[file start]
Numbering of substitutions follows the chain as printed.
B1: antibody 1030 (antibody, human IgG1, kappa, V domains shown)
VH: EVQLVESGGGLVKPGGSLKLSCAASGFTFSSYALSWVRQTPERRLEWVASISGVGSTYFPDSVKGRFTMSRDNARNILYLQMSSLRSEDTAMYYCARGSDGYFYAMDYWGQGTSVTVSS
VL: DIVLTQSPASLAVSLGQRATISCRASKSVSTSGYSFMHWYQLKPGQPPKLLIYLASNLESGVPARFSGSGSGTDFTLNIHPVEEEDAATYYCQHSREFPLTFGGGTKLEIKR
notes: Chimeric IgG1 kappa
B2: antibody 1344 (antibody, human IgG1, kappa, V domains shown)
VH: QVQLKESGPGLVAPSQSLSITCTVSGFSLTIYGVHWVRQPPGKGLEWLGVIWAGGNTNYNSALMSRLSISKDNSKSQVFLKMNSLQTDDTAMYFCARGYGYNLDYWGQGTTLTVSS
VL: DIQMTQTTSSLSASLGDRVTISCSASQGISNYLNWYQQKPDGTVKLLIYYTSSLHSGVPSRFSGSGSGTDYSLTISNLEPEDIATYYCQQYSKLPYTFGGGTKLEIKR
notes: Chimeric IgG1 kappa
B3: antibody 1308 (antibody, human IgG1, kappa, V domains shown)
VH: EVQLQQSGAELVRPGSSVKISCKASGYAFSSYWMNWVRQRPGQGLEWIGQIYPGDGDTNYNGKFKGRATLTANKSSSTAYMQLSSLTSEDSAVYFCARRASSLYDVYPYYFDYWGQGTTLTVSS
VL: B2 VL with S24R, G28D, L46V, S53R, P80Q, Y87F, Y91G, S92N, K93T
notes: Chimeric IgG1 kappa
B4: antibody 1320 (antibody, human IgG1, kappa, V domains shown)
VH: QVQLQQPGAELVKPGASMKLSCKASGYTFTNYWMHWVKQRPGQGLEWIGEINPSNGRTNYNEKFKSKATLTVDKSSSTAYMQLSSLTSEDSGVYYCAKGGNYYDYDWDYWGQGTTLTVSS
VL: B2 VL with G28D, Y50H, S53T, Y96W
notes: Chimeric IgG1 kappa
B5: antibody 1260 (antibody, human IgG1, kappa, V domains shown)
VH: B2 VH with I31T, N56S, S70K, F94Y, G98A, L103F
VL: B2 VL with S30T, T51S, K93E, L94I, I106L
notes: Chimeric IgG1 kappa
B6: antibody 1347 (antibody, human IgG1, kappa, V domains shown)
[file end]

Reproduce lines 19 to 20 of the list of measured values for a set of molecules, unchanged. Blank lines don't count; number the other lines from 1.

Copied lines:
VH: B2 VH with I31T, N56S, S70K, F94Y, G98A, L103F
VL: B2 VL with S30T, T51S, K93E, L94I, I106L